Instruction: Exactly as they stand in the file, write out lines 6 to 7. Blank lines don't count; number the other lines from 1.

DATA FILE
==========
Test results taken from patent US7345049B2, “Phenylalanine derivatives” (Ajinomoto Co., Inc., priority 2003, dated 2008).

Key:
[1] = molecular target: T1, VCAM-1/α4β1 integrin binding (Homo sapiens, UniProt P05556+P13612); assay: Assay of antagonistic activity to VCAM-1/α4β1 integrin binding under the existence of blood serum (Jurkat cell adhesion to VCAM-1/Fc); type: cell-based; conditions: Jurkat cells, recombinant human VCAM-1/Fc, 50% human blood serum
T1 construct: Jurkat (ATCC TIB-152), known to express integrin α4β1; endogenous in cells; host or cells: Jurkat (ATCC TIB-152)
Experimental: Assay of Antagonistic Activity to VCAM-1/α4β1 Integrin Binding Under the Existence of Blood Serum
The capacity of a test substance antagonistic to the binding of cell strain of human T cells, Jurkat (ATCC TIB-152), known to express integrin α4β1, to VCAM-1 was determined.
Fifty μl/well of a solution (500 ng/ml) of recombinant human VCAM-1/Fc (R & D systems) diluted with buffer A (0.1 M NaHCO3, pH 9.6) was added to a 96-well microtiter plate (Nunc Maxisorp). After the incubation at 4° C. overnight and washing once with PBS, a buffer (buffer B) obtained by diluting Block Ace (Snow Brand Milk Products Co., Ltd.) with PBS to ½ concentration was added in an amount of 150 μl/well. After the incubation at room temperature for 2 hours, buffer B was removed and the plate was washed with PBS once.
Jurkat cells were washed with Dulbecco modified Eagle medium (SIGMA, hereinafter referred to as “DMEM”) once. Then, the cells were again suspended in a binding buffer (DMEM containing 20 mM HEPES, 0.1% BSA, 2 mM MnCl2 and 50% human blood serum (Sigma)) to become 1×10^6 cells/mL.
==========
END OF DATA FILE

The capacity of a test substance antagonistic to the binding of cell strain of human T cells, Jurkat (ATCC TIB-152), known to express integrin α4β1, to VCAM-1 was determined.
Fifty μl/well of a solution (500 ng/ml) of recombinant human VCAM-1/Fc (R & D systems) diluted with buffer A (0.1 M NaHCO3, pH 9.6) was added to a 96-well microtiter plate (Nunc Maxisorp). After the incubation at 4° C. overnight and washing once with PBS, a buffer (buffer B) obtained by diluting Block Ace (Snow Brand Milk Products Co., Ltd.) with PBS to ½ concentration was added in an amount of 150 μl/well. After the incubation at room temperature for 2 hours, buffer B was removed and the plate was washed with PBS once.